Tuesday, February 24, 2009

A Day of Sickness

More than anything, your blogger does not like feeling sick. For the last month, I have been dragging from home to work and back again, filling my Saturdays with errands, and generally feeling worn out. It started with a cold which spread from me to husband to stepson. Finally, husband went to the doctor for antibiotics, and returned to the Land of the Living, while I dragged on. Today I finally relented and saw the doctor for ten days worth of antibiotics to get over the upper respiratory condition that has bothered me for a month. I spent the afternoon dozing with the pugs, listening to husband hammer on the new porch walls. I got much needed rest, and am looking forward to a good night's sleep.

The temperature was beautiful today, in the fifties, and we can expect more for the next few days. I spent most of the day on the couch or in the recliner, but I could see, when I got up, the hens running back and forth about their work in the pasture. They keep the manure in the horseyard broken into a fine tilth for us, so that we never have to shovel or move it out. Soon that will be a hard job, as we will have to lock up the two oldsters for a while while the grass renews itself. Letting them out an hour a day will be the drill for a while, so that the foundered mare won't hurt herself on the fresh grass. We may not even be able to do that with her, as she can be hard to catch and is now permanently being medicated.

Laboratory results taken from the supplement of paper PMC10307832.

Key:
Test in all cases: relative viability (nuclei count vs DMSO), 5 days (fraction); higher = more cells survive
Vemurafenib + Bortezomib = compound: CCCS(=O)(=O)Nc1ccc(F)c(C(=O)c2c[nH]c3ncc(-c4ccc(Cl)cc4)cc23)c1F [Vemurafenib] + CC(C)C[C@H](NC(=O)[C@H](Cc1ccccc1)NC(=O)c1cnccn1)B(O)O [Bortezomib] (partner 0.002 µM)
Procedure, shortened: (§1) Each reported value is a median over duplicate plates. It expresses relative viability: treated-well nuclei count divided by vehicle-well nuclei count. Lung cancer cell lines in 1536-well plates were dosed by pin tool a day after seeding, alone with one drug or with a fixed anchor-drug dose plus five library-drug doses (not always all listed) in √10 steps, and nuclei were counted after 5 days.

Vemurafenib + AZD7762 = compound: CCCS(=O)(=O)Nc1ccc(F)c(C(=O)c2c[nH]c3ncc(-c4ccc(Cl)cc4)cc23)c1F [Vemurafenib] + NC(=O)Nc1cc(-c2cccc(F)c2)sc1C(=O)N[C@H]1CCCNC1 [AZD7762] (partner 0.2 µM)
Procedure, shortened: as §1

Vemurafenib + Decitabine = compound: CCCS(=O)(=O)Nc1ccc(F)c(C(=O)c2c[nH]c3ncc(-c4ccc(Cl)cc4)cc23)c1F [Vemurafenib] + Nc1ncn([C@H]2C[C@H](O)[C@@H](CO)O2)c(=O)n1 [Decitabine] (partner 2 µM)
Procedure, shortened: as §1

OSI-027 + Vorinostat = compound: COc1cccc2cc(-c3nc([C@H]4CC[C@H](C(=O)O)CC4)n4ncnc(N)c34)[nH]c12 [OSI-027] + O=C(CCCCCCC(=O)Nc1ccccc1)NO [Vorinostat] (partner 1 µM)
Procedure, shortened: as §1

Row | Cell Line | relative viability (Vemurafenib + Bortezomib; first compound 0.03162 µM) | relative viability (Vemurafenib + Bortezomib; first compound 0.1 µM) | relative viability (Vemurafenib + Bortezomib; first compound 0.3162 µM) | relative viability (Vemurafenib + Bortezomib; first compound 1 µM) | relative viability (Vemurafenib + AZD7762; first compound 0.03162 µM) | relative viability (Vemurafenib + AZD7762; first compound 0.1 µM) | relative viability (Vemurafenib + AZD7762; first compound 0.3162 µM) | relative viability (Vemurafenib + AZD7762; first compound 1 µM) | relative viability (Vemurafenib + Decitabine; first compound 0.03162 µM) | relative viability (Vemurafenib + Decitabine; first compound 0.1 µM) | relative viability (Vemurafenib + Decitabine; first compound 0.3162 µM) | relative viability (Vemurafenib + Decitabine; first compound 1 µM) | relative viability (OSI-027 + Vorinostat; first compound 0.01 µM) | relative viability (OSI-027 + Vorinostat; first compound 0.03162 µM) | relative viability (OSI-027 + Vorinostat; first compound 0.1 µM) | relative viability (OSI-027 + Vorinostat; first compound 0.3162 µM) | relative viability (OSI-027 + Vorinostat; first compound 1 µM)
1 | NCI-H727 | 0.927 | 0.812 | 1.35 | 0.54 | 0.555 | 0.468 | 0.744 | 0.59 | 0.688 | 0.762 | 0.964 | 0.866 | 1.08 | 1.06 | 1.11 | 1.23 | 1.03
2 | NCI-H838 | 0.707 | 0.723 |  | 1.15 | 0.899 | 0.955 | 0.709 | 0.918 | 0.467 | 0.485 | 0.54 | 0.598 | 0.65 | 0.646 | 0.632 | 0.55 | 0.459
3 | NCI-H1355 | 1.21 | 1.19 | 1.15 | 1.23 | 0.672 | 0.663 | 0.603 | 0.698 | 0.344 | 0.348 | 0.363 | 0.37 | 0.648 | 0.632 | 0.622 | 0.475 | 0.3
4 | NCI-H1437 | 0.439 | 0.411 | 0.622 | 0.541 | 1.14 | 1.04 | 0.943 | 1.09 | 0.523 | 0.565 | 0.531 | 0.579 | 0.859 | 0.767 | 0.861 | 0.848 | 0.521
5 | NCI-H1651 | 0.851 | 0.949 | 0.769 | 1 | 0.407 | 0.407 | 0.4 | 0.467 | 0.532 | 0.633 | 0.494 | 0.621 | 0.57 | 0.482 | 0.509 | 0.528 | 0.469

Isis the hen is better, and we turned the light off on her so she would not get too hot today. Keith will turn it back on tonight, to keep her warm, and we will unplug it in the morning. We have noticed before that concentrating a warm light on sick birds often helps them, but this time we also put medicated crumbles in her feed. Today I slipped out there in the evening, to catch her eating out of her bowl, and was overjoyed. We collected 9 beautiful eggs, and left one under Dovey, to give her the pretense of setting. We are now finding duck eggs, huge duck eggs, in the horsebarn daily. We think it must be Maggie, as she is mature. One was so large it would not fit in an egg carton, but had to be put in the meat drawer. We should be able to take a good three dozen eggs to the food bank this week, so we are glad and grateful to our hard-working girls.

Still not feeling tip-top, so will close for the night and go listen to our new President speak to the congress, and to us about what we can expect with our economy.

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